5. The principle of law that a finding, given in a previous criminal trial, is binding and conclusive, in subsequent proceedings, between the parties, was laid down in Pritam Singh v. State of Punjab, (S) AIR 1956 SC 415, wherein their Lordships of the Supreme Court approved the following observations, made in Sambasivam v. Public Prosecutor, Federation of Malaya, 1950 AC 458 :

'The effect of a verdict of acquittal pronounced by a competent Court on a lawful charge and after a lawful trial is not completely stated by saying that the person acquitted cannot be tried again for the same offence. To that it must be added that the verdict is binding and conclusive in all subsequent proceedings between the parties to the adjudication.'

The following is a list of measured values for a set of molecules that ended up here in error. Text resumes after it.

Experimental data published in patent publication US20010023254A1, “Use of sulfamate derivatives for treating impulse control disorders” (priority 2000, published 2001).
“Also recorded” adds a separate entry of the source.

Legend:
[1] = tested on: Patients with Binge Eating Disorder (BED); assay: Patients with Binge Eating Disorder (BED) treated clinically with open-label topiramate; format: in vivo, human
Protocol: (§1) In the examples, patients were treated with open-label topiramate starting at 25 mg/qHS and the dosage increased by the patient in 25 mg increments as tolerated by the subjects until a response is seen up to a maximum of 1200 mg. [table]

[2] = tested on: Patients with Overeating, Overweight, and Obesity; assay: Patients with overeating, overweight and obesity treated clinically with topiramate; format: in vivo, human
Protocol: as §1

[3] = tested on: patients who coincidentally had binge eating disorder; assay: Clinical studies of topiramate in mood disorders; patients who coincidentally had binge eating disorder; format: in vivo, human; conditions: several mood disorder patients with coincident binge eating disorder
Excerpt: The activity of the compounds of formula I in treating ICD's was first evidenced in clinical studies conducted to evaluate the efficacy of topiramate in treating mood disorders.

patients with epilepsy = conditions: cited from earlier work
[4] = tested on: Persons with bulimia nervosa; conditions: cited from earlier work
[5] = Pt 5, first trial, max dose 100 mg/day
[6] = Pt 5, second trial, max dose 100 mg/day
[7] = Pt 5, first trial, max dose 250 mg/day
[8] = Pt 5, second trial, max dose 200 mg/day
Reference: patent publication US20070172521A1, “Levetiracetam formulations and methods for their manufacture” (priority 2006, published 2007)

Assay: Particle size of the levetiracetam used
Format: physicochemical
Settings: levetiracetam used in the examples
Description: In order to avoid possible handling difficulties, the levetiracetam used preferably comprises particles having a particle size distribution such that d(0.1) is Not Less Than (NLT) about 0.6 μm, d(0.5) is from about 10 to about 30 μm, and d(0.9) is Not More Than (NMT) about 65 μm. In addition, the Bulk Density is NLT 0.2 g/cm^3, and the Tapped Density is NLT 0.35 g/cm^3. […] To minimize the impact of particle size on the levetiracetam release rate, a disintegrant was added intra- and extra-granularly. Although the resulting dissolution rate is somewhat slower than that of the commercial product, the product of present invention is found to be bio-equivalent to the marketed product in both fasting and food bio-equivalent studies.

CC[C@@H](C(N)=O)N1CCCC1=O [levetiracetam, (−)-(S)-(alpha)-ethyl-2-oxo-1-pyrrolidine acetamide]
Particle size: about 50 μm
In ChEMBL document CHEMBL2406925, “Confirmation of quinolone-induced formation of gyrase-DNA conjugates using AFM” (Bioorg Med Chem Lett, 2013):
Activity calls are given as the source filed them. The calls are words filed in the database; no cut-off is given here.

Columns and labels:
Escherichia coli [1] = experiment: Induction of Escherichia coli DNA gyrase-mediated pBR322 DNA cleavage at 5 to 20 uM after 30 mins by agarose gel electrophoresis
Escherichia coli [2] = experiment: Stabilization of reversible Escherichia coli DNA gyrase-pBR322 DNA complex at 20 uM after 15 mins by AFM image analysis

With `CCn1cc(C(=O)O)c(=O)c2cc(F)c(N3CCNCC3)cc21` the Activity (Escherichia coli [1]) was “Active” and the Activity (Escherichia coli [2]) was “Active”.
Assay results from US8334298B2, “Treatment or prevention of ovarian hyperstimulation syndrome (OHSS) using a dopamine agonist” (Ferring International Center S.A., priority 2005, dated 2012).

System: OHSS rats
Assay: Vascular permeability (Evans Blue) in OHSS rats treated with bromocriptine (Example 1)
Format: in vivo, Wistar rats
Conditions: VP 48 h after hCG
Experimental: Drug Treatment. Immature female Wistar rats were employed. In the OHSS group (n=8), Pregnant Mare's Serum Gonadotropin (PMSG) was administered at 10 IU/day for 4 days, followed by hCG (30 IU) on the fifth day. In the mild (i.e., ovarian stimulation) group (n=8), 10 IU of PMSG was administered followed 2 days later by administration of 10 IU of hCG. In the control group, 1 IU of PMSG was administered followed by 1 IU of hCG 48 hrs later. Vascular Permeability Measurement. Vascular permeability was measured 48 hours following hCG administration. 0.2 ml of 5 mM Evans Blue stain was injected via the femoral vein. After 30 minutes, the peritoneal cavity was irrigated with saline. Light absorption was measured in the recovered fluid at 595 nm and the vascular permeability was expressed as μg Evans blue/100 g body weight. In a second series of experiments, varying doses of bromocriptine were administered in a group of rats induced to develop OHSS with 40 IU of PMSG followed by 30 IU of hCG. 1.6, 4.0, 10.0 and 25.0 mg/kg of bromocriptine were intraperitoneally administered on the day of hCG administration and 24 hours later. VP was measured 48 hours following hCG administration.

6. The aforesaid principle was reiterated by their Lordships of the Supreme Court in Manipur Administration v. Thokchom Bira Singh, Criminal Appeal No. 6 of 1962: (AIR 1965 SC 87). The facts, in that appeal, were that Bira Singh respondent and others were hauled up, under Sections 114/149, etc. I. P. C. and under Section 7 of the Criminal Law Amendment Act for gathering in a public place in defiance of an order, promulgated under Section 144, Cri. P. C. on 25-4-60, and for doing other unlawful acts. Previous to the institution of the above case, the District Magistrate had filed a complaint, under Section 188, I. P. C., against Bira Singh alone, alleging that Bira Singh had, on 25-4-60, disobeyed the order, promulgated under Section 144, Cri. P. C., and had, with other persons, formed an unlawful assembly. Bira Singh pleaded, in his defence, in the complaint case, that he was not present at the scene of occurrence and that he had been falsely implicated. The Magistrate rejected Bira Singh's plea. He accepted the prosecution case and convicted Bira Singh of an offence under Section 188, I. P. C. On appeal, the Sessions Judge acquitted Bira Singh. The learned Sessions Judge held that the prosecution had failed to prove that Bira Singh was present on the scene of occurrence. In his trial under Sections 114, 149 etc. I. P. C., an objection was raised on behalf of Bira Singh, that the trial was barred by Section 403, Cri. P. C. by reason of his acquittal, under Section 188, I. P. C. The learned Sessions Judge did not accept the contention and convicted Bira Singh and others. On appeal, the learned Judicial Commissioner. Manipur, acquitted Bira Singh on the ground that the finding, recorded by the learned Sessions Judge, in the case, under Section 188, I. P. C., that Bira Singh was not present at the scene of occurrence on 25-4-50, was final and binding on the prosecution and that no evidence could be led to establish a contrary state of affairs, in the trial under Sections 144, 149 I. P. C. The acquittal of Bira Singh was upheld by the Hon'ble Supreme Court. The case, AIR 1956 S C 415, supra, and other cases were discussed and it was laid down, by their Lordships, that, issue (rule of ?) estoppel precludes evidence being led to prove a fact in Issue as regards which evidence has' already been led and a specific finding recorded at an earlier Criminal trial before a Court of competent jurisdiction.